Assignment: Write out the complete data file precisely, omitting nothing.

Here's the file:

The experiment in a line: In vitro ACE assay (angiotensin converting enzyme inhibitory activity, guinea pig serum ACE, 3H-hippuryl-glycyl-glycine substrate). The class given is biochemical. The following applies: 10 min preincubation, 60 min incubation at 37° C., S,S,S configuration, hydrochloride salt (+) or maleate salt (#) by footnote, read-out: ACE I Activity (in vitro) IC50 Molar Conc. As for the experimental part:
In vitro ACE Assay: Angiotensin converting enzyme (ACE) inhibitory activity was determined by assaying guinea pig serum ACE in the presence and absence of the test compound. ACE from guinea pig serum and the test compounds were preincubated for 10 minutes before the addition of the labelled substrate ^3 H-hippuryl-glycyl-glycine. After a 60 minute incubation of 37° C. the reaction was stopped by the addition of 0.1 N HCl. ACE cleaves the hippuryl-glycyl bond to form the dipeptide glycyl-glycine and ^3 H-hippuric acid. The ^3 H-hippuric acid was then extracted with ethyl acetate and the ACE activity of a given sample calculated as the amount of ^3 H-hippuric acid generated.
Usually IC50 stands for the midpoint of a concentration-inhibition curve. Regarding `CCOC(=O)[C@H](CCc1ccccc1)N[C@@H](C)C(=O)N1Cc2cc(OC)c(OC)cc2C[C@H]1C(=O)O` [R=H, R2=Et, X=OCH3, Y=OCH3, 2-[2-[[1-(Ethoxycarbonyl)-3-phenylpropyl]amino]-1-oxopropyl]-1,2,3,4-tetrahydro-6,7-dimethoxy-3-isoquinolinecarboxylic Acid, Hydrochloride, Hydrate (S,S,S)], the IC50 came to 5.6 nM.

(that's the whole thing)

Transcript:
The experiment in a line: In vitro ACE assay (angiotensin converting enzyme inhibitory activity, guinea pig serum ACE, 3H-hippuryl-glycyl-glycine substrate). The class given is biochemical. The following applies: 10 min preincubation, 60 min incubation at 37° C., S,S,S configuration, hydrochloride salt (+) or maleate salt (#) by footnote, read-out: ACE I Activity (in vitro) IC50 Molar Conc. As for the experimental part:
In vitro ACE Assay: Angiotensin converting enzyme (ACE) inhibitory activity was determined by assaying guinea pig serum ACE in the presence and absence of the test compound. ACE from guinea pig serum and the test compounds were preincubated for 10 minutes before the addition of the labelled substrate ^3 H-hippuryl-glycyl-glycine. After a 60 minute incubation of 37° C. the reaction was stopped by the addition of 0.1 N HCl. ACE cleaves the hippuryl-glycyl bond to form the dipeptide glycyl-glycine and ^3 H-hippuric acid. The ^3 H-hippuric acid was then extracted with ethyl acetate and the ACE activity of a given sample calculated as the amount of ^3 H-hippuric acid generated.
Usually IC50 stands for the midpoint of a concentration-inhibition curve. Regarding `CCOC(=O)[C@H](CCc1ccccc1)N[C@@H](C)C(=O)N1Cc2cc(OC)c(OC)cc2C[C@H]1C(=O)O` [R=H, R2=Et, X=OCH3, Y=OCH3, 2-[2-[[1-(Ethoxycarbonyl)-3-phenylpropyl]amino]-1-oxopropyl]-1,2,3,4-tetrahydro-6,7-dimethoxy-3-isoquinolinecarboxylic Acid, Hydrochloride, Hydrate (S,S,S)], the IC50 came to 5.6 nM.